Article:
AI art has also prompted debates around the notion of artificial intelligence being creative. While some argue that AI can never truly replicate human creativity, others believe that algorithms can produce art that is innovative and unique. Regardless of the differing perspectives, there is no denying that AI art has become an increasingly popular topic of discussion in both artistic and technological circles. Moreover, AI art is not only changing the way we create and perceive art but also raising questions about how these advancements will impact jobs in the creative industry, as AI art has the potential to automate certain aspects of creative work and reduce the need for human intervention. However, it is worth noting that AI art cannot replicate the emotional depth and personal experiences that human beings bring to their creative endeavors. This is where I would argue my experience as a designer will always produce a better image than just anyone punching ‘Monkey on a motorbike’ in to an AI.
AI art is still in its infancy and has a lot of room for growth, leaving us to wonder what exciting developments will emerge as artists continue to explore
Generative AI how does it really work
Generative AI has become a buzzword in the tech industry, promising to revolutionize everything from healthcare to finance. But what exactly is generative AI and how does it work? Generative AI is a type of artificial intelligence that can generate new and original data based on patterns it has learned from existing data sets.
This is achieved through the use of deep neural networks, which can analyze large amounts of data to identify patterns and relationships. Once the neural network has analyzed and learned from the data, it can be used to generate new content, such as music or images. For example, a generative AI model trained on images of flowers could generate new, unique flower designs that have never been seen before. Generative AI works through a process of training neural networks on large data sets, which it then uses to identify patterns and generate new content that is similar to the original data. The neural network can generate new data by making probabilistic predictions based on what it has learned, and this process can be repeated many times to create a large number of new, unique outputs.
Generative AI has the potential to transform a variety of fields, but it requires large amounts of high-quality data and powerful computing resources. Generative AI models can be used for a variety of purposes, such as generating new designs, improving medical diagnosis accuracy by analyzing patient data, or assisting in drug discovery by identifying new compounds or molecules based on existing data.
One of the main advantages of generative AI is that it can enhance human creativity by generating new and unique content, which can be useful in fields such as art and design. However, there are also concerns about how generative AI may be used, particularly in regards to the implications for data privacy and security.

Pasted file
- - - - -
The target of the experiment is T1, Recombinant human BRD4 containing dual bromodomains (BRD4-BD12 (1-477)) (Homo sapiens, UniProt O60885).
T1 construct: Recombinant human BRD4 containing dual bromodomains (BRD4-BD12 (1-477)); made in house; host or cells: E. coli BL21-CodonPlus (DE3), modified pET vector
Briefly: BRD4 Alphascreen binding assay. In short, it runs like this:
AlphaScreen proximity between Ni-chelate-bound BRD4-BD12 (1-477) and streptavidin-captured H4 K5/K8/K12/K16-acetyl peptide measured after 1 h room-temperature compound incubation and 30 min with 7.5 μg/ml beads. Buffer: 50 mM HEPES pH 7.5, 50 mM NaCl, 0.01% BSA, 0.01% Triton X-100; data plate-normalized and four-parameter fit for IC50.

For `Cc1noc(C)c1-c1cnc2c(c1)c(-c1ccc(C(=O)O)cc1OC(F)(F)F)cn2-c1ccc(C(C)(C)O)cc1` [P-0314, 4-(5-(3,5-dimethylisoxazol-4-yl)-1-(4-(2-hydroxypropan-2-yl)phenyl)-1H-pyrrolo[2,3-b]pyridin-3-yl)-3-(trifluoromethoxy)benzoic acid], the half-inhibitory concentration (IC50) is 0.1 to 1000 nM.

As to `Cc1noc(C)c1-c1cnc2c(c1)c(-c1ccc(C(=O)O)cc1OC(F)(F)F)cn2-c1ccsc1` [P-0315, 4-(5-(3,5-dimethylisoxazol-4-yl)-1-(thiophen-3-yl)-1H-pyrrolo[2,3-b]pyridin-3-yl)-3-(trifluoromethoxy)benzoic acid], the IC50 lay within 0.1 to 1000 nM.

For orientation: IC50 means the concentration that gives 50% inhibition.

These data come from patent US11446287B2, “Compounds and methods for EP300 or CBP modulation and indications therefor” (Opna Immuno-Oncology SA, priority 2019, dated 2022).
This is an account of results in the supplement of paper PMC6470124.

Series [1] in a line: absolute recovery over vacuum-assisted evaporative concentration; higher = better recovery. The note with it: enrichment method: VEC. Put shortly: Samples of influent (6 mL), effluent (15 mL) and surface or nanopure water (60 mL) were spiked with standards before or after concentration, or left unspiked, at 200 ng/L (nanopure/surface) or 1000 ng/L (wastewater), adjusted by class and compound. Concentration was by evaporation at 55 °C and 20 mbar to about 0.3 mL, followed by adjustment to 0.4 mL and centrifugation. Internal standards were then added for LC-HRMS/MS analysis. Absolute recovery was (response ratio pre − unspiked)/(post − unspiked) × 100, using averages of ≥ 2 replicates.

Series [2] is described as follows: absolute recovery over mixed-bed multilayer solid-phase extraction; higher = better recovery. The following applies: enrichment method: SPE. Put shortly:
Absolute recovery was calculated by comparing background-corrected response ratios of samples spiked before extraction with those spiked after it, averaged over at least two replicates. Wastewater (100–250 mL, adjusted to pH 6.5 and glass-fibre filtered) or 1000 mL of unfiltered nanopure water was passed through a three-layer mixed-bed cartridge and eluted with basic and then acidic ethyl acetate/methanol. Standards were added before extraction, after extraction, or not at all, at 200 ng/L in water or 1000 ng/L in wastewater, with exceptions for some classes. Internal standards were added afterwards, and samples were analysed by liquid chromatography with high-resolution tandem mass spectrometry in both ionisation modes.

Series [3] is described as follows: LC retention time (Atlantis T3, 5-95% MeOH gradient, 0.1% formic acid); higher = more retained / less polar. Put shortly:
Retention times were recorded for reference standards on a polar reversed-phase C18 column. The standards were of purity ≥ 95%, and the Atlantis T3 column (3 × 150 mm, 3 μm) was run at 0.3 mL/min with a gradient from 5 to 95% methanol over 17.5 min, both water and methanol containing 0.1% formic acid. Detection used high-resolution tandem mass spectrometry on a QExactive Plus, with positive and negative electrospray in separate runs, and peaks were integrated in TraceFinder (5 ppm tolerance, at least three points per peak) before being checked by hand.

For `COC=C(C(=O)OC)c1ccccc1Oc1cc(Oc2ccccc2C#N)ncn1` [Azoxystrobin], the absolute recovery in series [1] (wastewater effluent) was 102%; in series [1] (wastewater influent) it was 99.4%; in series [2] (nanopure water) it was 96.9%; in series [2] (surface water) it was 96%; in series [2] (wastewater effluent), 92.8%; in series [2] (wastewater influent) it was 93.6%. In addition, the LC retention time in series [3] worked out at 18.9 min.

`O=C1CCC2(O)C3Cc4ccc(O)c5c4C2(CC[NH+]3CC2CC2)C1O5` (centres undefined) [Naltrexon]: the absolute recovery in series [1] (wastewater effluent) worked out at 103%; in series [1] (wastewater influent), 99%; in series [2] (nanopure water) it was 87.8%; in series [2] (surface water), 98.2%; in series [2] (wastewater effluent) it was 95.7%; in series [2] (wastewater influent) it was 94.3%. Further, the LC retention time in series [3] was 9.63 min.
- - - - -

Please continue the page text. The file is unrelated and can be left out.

In summary, generative AI is a powerful tool that uses neural networks to analyze patterns in large data sets, and generate new content based on what it has learned. This technology has the potential to revolutionize many industries, from art and design to healthcare and finance. However, it also raises important ethical considerations that must be addressed to ensure the responsible use of this technology. Generative AI is a highly innovative technology that can be used to improve productivity, innovation and creativity across many fields but it also requires careful consideration of privacy and security concerns. Generative AI has the potential to transform industries such as healthcare and finance by analyzing patient data or identifying new compounds, respectively. In order for generative AI to be effective, it requires access to large amounts of high-quality data and powerful computing resources. As with any new technology, there are concerns about the implications of generative AI for data privacy and security.
If you are interested you can see some of my AI work on my instagram @omaratarot more often than not it is hybrid work with mixed media & photoshop. If I am sat alone just trying to understand the circus in my head I am most likely to express that through the medium of pen or pencil. Who knows, maybe one day I will go full circle, get old school & start another feed just of daydream doodles & sketches.
If you see an image & enjoy it I would say that art has done it’s job, if it’s not ripping anyone off does it really matter how it was created & more importantly would you be able to tell anyway?